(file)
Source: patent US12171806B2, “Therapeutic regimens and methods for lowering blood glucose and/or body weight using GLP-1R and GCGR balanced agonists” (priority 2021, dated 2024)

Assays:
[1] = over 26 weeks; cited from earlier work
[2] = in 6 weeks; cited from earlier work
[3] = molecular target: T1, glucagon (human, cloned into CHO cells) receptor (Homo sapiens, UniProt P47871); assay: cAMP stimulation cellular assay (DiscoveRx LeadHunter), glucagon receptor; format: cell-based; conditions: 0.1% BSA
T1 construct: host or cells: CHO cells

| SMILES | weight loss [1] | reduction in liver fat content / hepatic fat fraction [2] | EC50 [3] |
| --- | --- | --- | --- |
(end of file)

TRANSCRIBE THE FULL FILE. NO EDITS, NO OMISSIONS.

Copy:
Source: patent US12171806B2, “Therapeutic regimens and methods for lowering blood glucose and/or body weight using GLP-1R and GCGR balanced agonists” (priority 2021, dated 2024)

Assays:
[1] = over 26 weeks; cited from earlier work
[2] = in 6 weeks; cited from earlier work
[3] = molecular target: T1, glucagon (human, cloned into CHO cells) receptor (Homo sapiens, UniProt P47871); assay: cAMP stimulation cellular assay (DiscoveRx LeadHunter), glucagon receptor; format: cell-based; conditions: 0.1% BSA
T1 construct: host or cells: CHO cells

| SMILES | weight loss [1] | reduction in liver fat content / hepatic fat fraction [2] | EC50 [3] |
| --- | --- | --- | --- |